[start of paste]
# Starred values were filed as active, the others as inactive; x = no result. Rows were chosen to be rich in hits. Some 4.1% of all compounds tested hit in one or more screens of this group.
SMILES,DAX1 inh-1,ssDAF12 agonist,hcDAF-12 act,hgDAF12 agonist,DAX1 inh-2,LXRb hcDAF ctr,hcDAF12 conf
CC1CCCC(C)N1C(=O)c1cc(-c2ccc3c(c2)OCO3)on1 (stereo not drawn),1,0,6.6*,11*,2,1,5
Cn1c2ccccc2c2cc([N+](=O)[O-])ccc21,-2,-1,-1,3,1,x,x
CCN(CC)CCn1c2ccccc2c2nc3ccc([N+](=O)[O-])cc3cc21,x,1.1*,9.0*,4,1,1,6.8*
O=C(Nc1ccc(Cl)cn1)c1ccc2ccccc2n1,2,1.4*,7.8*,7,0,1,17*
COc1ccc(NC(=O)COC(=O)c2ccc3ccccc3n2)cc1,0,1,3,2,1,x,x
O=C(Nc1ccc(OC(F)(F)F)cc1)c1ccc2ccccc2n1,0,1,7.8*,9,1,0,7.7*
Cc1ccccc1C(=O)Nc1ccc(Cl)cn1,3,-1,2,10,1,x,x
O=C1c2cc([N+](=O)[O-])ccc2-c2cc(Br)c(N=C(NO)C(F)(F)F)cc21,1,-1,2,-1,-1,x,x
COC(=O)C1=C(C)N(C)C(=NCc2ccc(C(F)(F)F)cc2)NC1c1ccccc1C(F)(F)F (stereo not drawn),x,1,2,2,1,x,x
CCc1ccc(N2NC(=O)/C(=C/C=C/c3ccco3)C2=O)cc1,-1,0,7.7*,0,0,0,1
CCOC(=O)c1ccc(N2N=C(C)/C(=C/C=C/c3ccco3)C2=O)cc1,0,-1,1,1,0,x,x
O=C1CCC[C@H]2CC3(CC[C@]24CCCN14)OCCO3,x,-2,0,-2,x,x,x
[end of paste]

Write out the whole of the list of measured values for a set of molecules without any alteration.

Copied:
# Starred values were filed as active, the others as inactive; x = no result. Rows were chosen to be rich in hits. Some 4.1% of all compounds tested hit in one or more screens of this group.
SMILES,DAX1 inh-1,ssDAF12 agonist,hcDAF-12 act,hgDAF12 agonist,DAX1 inh-2,LXRb hcDAF ctr,hcDAF12 conf
CC1CCCC(C)N1C(=O)c1cc(-c2ccc3c(c2)OCO3)on1 (stereo not drawn),1,0,6.6*,11*,2,1,5
Cn1c2ccccc2c2cc([N+](=O)[O-])ccc21,-2,-1,-1,3,1,x,x
CCN(CC)CCn1c2ccccc2c2nc3ccc([N+](=O)[O-])cc3cc21,x,1.1*,9.0*,4,1,1,6.8*
O=C(Nc1ccc(Cl)cn1)c1ccc2ccccc2n1,2,1.4*,7.8*,7,0,1,17*
COc1ccc(NC(=O)COC(=O)c2ccc3ccccc3n2)cc1,0,1,3,2,1,x,x
O=C(Nc1ccc(OC(F)(F)F)cc1)c1ccc2ccccc2n1,0,1,7.8*,9,1,0,7.7*
Cc1ccccc1C(=O)Nc1ccc(Cl)cn1,3,-1,2,10,1,x,x
O=C1c2cc([N+](=O)[O-])ccc2-c2cc(Br)c(N=C(NO)C(F)(F)F)cc21,1,-1,2,-1,-1,x,x
COC(=O)C1=C(C)N(C)C(=NCc2ccc(C(F)(F)F)cc2)NC1c1ccccc1C(F)(F)F (stereo not drawn),x,1,2,2,1,x,x
CCc1ccc(N2NC(=O)/C(=C/C=C/c3ccco3)C2=O)cc1,-1,0,7.7*,0,0,0,1
CCOC(=O)c1ccc(N2N=C(C)/C(=C/C=C/c3ccco3)C2=O)cc1,0,-1,1,1,0,x,x
O=C1CCC[C@H]2CC3(CC[C@]24CCCN14)OCCO3,x,-2,0,-2,x,x,x